Anglo writes down $1.9bn in latest yearComment on this story
Johannesburg - Diversified mining house Anglo American wrote down $1.9 billion (R20.5bn) at some of its operations, including its troubled South African platinum subsidiary, in the year to December, it said on Friday.
Anglo, which has its roots in South Africa, posted a 7 percent decline in earnings to $2.7bn for the year to December last year and a net debt of $10.7bn compared with $8.5bn in 2012.
Anglo wrote down $724 million at its Barro Alto nickel project in Brazil, $232m in the restructuring of its platinum operations, $331m at its Foxleigh coal mine in Australia, and $337m on the Michiquillay copper project in Peru. It also wrote down $311m on the disposal of the Pebble copper project in Alaska and $175m on the sale of Amapá in Brazil.
Mark Cutifani, the chief executive, said the $8.8bn Minas-Rio iron ore project in Brazil, which was delayed with cost overruns, would produce at the end of the year. About 84 percent of the work on the project was complete, he said. Anglo wrote down $4bn on cost overruns at Minas-Rio last year.
Diamond producer De Beers and Anglo American Platinum (Amplats) delivered higher production and sales in the period.
De Beers, which operates the Jwaneng mine in Botswana and the Venetia mine in Limpopo, contributed $1bn in operating profit. The firm’s operating profit rose to $1.003bn from a revised $474m in 2012.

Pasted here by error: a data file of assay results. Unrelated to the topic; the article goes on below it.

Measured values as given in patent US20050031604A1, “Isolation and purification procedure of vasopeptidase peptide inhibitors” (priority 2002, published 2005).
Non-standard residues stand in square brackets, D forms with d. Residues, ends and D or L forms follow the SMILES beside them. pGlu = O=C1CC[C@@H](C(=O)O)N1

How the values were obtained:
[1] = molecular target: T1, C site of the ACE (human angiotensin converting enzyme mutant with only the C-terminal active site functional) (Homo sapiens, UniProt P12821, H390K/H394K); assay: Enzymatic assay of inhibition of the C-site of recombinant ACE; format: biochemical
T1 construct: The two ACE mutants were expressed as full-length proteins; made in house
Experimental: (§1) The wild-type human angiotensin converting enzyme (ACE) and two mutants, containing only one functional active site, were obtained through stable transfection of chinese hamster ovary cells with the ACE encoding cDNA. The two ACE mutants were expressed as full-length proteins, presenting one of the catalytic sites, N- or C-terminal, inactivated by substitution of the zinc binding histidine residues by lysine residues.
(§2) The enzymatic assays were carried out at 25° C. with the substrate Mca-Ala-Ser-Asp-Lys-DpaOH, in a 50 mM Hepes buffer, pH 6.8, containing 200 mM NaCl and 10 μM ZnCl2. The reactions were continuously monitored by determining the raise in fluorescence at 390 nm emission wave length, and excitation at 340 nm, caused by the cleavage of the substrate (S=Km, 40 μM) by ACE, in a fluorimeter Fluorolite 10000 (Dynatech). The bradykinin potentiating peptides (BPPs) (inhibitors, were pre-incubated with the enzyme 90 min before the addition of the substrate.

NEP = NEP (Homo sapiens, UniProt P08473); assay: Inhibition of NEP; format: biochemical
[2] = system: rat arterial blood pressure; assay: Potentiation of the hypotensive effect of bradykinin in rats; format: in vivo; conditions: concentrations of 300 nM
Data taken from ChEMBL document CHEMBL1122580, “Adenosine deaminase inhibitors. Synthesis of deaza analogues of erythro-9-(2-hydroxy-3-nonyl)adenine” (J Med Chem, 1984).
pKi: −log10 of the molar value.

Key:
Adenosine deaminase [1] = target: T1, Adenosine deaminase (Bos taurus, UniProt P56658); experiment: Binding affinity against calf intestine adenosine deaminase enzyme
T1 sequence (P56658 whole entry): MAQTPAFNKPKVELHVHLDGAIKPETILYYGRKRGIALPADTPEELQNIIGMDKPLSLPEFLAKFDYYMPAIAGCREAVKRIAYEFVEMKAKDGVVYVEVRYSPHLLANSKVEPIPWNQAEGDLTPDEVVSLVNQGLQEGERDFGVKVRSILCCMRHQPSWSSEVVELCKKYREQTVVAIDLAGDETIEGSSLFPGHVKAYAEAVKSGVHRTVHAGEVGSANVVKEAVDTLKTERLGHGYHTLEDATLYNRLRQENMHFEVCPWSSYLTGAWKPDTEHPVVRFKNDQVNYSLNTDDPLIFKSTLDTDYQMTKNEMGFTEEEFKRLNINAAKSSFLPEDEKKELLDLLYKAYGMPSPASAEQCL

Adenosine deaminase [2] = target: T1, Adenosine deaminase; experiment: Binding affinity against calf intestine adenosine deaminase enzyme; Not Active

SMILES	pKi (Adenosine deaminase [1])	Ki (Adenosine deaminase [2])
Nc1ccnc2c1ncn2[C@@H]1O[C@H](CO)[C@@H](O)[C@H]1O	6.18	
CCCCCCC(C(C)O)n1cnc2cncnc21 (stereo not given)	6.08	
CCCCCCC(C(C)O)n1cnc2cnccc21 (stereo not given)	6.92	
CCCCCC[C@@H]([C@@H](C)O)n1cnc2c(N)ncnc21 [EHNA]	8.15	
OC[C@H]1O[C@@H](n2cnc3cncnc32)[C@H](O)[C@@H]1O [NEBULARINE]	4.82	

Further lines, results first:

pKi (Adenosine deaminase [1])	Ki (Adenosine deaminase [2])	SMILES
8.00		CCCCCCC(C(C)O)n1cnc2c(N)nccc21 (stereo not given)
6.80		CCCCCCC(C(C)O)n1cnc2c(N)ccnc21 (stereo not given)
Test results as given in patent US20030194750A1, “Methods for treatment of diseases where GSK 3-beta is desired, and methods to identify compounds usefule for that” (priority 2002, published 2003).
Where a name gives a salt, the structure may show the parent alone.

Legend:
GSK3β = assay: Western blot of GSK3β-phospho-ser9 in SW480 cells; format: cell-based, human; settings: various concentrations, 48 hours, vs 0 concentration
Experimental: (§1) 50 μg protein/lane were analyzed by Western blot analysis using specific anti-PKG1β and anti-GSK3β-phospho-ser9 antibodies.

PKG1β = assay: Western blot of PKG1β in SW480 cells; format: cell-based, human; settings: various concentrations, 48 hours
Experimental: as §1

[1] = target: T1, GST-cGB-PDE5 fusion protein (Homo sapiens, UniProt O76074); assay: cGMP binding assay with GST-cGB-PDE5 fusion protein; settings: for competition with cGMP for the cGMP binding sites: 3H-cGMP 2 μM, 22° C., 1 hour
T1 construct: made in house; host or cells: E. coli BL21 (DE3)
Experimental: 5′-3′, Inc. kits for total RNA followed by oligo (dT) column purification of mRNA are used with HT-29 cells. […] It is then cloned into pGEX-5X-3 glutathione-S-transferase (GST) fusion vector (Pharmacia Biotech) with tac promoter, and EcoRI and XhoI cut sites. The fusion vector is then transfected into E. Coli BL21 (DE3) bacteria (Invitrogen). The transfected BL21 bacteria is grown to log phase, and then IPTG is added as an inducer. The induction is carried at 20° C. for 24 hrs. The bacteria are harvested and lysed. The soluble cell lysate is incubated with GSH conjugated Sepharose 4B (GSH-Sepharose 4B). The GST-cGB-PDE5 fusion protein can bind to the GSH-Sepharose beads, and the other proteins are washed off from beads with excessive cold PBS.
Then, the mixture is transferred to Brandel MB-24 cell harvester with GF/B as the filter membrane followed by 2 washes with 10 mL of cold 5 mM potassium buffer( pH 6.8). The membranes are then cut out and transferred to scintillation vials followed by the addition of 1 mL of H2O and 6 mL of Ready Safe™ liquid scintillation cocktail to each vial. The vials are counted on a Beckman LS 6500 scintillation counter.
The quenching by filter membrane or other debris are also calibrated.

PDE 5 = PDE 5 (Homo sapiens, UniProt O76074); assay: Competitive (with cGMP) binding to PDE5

The company increased production by 12 percent to 31.2 million carats, and has increased its production guidance to between 30 million and 32 million carats from between 29 million and 31 million carats.
“We are in a good place to fulfil the demand. We have tested the market since November and the demand is clearly good,” said Philippe Mellier, the chief executive at De Beers.
Last year De Beers completed a $5bn transfer of its marketing and sorting division from London to Gaborone, Botswana, after about 100 years in the UK.
Sales at Amplats rose 7 percent to 2.3 million ounces and operating profit rose by 7 percent to $464m.
While the metallurgical coal division posted record production numbers, it was weighed down by the 24 percent fall in commodity prices last year.
“The nickel portfolio will struggle to justify its position in the portfolio,” Cutifani said, adding that the group would consider reducing capacity at the nickel operations. Nickel production declined by 12 percent to 34 000 tons after production ceased at Loma de Niquel in Venezuela in 2012.
The platinum subsidiary is being restructured and the iron ore division is expected to improve following the pit improvements at the Sishen mine of Kumba Iron Ore.
The company maintained dividends at 85 US cents. Group underlying operating profit rose 6 percent to $6.6bn on the back of improved production.
Cutifani, who took over last year after the resignation of Cynthia Carroll, previously announced a $3.5bn cost-cutting exercise. He said the company needed to put more effort into delivering on its plan to achieve 15 percent return on capital employed to investors by 2016.
The firm reported an asset review last year, saying that only 11 percent of operations had met budget for eight quarters.
Cutifani said there had been a shift and 53 percent of the operations had met budget in the past four quarters.
Since taking over, he has consolidated the group’s business units into 10, and has identified 15 underperforming assets which he is assessing for possible sale.
Anglo shares fell 0.36 percent on Friday to close at R278. - Business Report